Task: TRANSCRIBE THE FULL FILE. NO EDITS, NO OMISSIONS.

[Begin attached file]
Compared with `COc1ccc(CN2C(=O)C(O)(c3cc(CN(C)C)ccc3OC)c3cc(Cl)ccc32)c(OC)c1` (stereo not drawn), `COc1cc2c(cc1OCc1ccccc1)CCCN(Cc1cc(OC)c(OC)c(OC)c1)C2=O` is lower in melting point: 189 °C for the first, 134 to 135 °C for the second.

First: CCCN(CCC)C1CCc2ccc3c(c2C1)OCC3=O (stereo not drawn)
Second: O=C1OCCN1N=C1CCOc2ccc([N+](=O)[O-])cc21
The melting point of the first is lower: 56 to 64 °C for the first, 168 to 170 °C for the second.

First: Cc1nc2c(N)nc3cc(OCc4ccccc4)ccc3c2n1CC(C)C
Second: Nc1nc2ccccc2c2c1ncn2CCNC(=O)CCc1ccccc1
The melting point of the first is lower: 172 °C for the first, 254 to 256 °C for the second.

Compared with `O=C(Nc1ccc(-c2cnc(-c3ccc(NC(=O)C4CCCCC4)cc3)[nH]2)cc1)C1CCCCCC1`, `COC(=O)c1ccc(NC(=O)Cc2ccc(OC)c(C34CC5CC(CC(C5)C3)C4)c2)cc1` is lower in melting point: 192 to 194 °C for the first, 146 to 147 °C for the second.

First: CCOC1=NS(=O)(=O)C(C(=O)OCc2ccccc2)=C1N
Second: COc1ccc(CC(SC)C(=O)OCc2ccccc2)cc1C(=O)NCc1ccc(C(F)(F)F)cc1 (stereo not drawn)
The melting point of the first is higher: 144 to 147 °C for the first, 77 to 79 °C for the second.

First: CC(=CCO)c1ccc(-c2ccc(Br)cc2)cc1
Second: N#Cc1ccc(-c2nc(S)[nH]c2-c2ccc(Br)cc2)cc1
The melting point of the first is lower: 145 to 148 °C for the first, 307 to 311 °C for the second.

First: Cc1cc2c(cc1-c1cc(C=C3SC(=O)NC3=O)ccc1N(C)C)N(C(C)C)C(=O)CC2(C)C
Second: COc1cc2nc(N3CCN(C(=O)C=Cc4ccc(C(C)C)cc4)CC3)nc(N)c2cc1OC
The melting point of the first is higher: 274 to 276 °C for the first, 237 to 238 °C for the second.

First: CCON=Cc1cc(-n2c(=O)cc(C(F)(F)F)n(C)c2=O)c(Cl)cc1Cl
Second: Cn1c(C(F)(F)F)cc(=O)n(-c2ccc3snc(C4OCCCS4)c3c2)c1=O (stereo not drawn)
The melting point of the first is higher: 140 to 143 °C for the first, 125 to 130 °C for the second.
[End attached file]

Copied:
Compared with `COc1ccc(CN2C(=O)C(O)(c3cc(CN(C)C)ccc3OC)c3cc(Cl)ccc32)c(OC)c1` (stereo not drawn), `COc1cc2c(cc1OCc1ccccc1)CCCN(Cc1cc(OC)c(OC)c(OC)c1)C2=O` is lower in melting point: 189 °C for the first, 134 to 135 °C for the second.

First: CCCN(CCC)C1CCc2ccc3c(c2C1)OCC3=O (stereo not drawn)
Second: O=C1OCCN1N=C1CCOc2ccc([N+](=O)[O-])cc21
The melting point of the first is lower: 56 to 64 °C for the first, 168 to 170 °C for the second.

First: Cc1nc2c(N)nc3cc(OCc4ccccc4)ccc3c2n1CC(C)C
Second: Nc1nc2ccccc2c2c1ncn2CCNC(=O)CCc1ccccc1
The melting point of the first is lower: 172 °C for the first, 254 to 256 °C for the second.

Compared with `O=C(Nc1ccc(-c2cnc(-c3ccc(NC(=O)C4CCCCC4)cc3)[nH]2)cc1)C1CCCCCC1`, `COC(=O)c1ccc(NC(=O)Cc2ccc(OC)c(C34CC5CC(CC(C5)C3)C4)c2)cc1` is lower in melting point: 192 to 194 °C for the first, 146 to 147 °C for the second.

First: CCOC1=NS(=O)(=O)C(C(=O)OCc2ccccc2)=C1N
Second: COc1ccc(CC(SC)C(=O)OCc2ccccc2)cc1C(=O)NCc1ccc(C(F)(F)F)cc1 (stereo not drawn)
The melting point of the first is higher: 144 to 147 °C for the first, 77 to 79 °C for the second.

First: CC(=CCO)c1ccc(-c2ccc(Br)cc2)cc1
Second: N#Cc1ccc(-c2nc(S)[nH]c2-c2ccc(Br)cc2)cc1
The melting point of the first is lower: 145 to 148 °C for the first, 307 to 311 °C for the second.

First: Cc1cc2c(cc1-c1cc(C=C3SC(=O)NC3=O)ccc1N(C)C)N(C(C)C)C(=O)CC2(C)C
Second: COc1cc2nc(N3CCN(C(=O)C=Cc4ccc(C(C)C)cc4)CC3)nc(N)c2cc1OC
The melting point of the first is higher: 274 to 276 °C for the first, 237 to 238 °C for the second.

First: CCON=Cc1cc(-n2c(=O)cc(C(F)(F)F)n(C)c2=O)c(Cl)cc1Cl
Second: Cn1c(C(F)(F)F)cc(=O)n(-c2ccc3snc(C4OCCCS4)c3c2)c1=O (stereo not drawn)
The melting point of the first is higher: 140 to 143 °C for the first, 125 to 130 °C for the second.